tom of sevenstreams

Reasons why As You Like It would work really well for Gendrya:

1. The main heroine, Rosalind, disguises as a man
     Arya disguises as a boy

2.  The hero, Orlando, is petty strong
     Gendry was a blacksmith’s apprentice and is built like a bull

3. Rosalind’s father liked Orlando and Orlando’s father
    Ned Stark offers Gendry an out if he wants it and was besties with Gendrys 
    father 

4. An old man risks his life for Orlando 
    Yoren dies protecting Arya (and possibly Gendry)

5. Rosalind likes to give Orlando a hard time 
    Arya and Gendry are forever bickering 

6. There is a band of outlaws they come across in the forest lead by Roslind’s 
     Father 
     Arya, Gendry, and Hot Pie end up with the Brotherhood Without Banners
     Harwin, one of Ned Stark’s men, rides with them 

7. “I found him under a tree, like a dropped acorn” (3.2)
     The Brotherhood take Arya and Gendry to Acorn Hall where Arya is dressed 
     in a dress with acorns embroidered on it

8.  Orlando’s father is dead
     Robert is dead

9. Rosalind’s father was exiled is a political coup 
    Ned was killed in a political coup (kind of)

10. Almost the entire play takes place in a forest
      A large amount of Arya’s story takes place in the forest 

11. Orlando (possibly…)figures out that Ganymede is Rosalind
      Gendry (definitely) figures out that Arry is actually a girl 

12. Touchstone, a the fool who goes into the forest with Rosalind and Celia, is 
       trying to get a woman to sleep with him without committing
       Tom Sevenstreams, a singer with the BWB, tries to seduce women 

13“…and there they live like the old Robin Hood of England” (1.1)
       Arya considers riding off and being like Wenda the White Fawn

14. Hymen, the god of marriage, shows up to marry couple
      The gods talk to Arya at Harrenhal 

The boy named Ned is gone now.  She’s glad of that.  She doesn’t want a boy named Ned around, Ned Dayne, Ned for Ned, Dayne like Ashara who was never to be mentioned again.  The boy named Ned is gone now, but his memory lingers on like the memory of empty bones in a casket.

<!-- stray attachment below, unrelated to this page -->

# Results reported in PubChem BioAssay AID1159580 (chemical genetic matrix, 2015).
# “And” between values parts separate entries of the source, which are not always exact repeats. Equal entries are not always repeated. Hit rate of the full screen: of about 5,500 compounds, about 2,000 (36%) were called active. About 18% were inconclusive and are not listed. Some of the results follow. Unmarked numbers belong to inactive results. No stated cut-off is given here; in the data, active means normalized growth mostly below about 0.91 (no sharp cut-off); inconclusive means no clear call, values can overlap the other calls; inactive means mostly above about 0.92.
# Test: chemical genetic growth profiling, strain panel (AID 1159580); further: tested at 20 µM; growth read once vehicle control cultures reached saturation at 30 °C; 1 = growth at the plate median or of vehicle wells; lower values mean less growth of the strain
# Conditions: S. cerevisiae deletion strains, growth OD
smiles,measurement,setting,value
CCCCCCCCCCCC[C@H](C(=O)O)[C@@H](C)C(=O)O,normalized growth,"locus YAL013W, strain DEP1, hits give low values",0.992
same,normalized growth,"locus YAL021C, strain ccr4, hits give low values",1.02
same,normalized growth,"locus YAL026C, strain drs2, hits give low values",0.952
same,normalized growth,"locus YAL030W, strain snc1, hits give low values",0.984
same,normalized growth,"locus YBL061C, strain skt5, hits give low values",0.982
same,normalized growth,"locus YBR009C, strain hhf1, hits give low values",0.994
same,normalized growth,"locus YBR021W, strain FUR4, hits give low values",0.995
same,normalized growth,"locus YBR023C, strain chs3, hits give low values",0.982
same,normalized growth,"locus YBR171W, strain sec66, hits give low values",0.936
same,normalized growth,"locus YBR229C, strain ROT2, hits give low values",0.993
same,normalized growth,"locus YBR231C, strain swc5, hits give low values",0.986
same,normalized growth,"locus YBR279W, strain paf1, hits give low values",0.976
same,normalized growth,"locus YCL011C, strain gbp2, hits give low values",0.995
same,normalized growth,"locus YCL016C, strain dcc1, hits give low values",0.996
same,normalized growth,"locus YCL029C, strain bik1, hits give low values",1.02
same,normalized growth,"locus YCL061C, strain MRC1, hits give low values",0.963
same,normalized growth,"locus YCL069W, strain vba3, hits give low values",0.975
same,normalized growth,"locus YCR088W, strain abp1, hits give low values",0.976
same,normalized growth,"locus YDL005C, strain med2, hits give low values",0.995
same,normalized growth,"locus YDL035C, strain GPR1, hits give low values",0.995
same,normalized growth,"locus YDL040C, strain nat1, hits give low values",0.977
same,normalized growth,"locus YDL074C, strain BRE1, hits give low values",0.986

When she removes her hood, they stare at her neck, at the scars on her face.  She doesn’t feel them though.  They gape like open mouths, screaming in pain, but she does not hear them.  She does not notice them.  She only notices when she tries to speak, when she must hold her throat closed to make a noise at all.

But she doesn’t speak often.  She doesn’t speak, but she remembers–remembers all too clearly.

Harwin stands to her right most days, out of guilt she can only assume.  How many times had she watched him run at quintains with Robb in the yard of Winterfell, back when it was still summer, back when her boy had laughed and smiled and muttered in frustration when Harwin’s lance had landed truer than his?  Her boy would be as tall as Harwin now.  Tall and brave and dead, his heart stopped by steel.  Harwin does not speak of Robb, or of Winterfell.  He hardly speaks at all, except to tell the men to be quiet, for the Lady speaks.  But she doesn’t speak often, so Harwin remains silent.

She made Tom of Sevenstreams stop singing near her.  She’d had a girl once who’d loved dearly to sing, and a boy who had been killed by a song and now cannot stomach a melody at all.  And though they’d said that his cloak was of lemons, they stopped calling him “Lemoncloak” for “Lemoncloak” sounded too much like “lemon cake” and the sweetness of lemon cakes made her teeth hurt for gritting them.

And then there is the boy–the one who looks like Robert Baratheon, and who had come to find her, to say that he’d been a friend of her daughter.  He is a bastard too, like the boy Jon Snow, and, like the boy Jon Snow, a friend to Arya.  

Arya whom they had held.  Arya whom they had lost.

The boy stays away as well, for the most part, with his sad eyes.  She does not want his pity.  She wants none of their pity.

They’re all shades of them–the children she lost.  She’d wept when Lord Beric had given her life again–for this is not a life she wants, empty without them, painful without them.  She’s heard men say all her life that motherhood might make a woman mad.  She had denied it once, but now she does not, for she thinks of them, her precious babes, Robb boistrous in her arms, and Arya too, Bran and Sansa gentle and quiet, and Rickon loudest of them all.  She remembers Ned, Ned, Ned, not my hair, Ned loves my hair, and the warmth of him at her back while they watched their children playing, and there are none of them left but her, none of them not even the baby.  

Just her.  Just her and these shades of her children that haunt her step and infest this band of brothers.

And she’s not their brother, she can tell that much.  Their Silent Sister, mayhaps, but she was once a sister, and never before had sisterhood felt this way.  They obey her.  Not as a lady, but as a mother.  They do not climb when she tells them not to.  Her special boy had fallen even though he had climbed before he could walk and was as much a squirrel as a boy.  Unlike Bran, they listen to her when she tells them–do not climb.  They hang the nooses from horseback instead.

Once she’d been a Stark and a Tully.  Once she’d been Lady Catelyn, beautiful and charming and full of life.  But Lady Catelyn is dead and her body lives on.  Lady Stoneheart some call her, a Mother Merciless, leading a motherhood without banners.